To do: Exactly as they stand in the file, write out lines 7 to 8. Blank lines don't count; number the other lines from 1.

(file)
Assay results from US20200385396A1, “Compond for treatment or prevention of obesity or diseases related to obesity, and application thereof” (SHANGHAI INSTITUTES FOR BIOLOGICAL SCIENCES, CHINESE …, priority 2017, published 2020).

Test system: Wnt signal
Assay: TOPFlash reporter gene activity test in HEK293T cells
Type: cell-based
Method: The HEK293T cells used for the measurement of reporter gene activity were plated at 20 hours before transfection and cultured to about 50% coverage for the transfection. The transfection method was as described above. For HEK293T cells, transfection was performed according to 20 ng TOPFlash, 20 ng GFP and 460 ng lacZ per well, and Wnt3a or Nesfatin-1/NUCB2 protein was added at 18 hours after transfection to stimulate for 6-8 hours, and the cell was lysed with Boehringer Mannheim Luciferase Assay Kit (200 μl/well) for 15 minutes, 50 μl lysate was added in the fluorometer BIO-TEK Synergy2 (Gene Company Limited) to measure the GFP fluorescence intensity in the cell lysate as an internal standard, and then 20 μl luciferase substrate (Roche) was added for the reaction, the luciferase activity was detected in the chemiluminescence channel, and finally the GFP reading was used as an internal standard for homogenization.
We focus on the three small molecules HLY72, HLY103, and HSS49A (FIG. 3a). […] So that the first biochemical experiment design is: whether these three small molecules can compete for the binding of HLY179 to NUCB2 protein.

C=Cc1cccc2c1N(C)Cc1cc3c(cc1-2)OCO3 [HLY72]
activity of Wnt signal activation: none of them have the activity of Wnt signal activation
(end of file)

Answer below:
C=Cc1cccc2c1N(C)Cc1cc3c(cc1-2)OCO3 [HLY72]
activity of Wnt signal activation: none of them have the activity of Wnt signal activation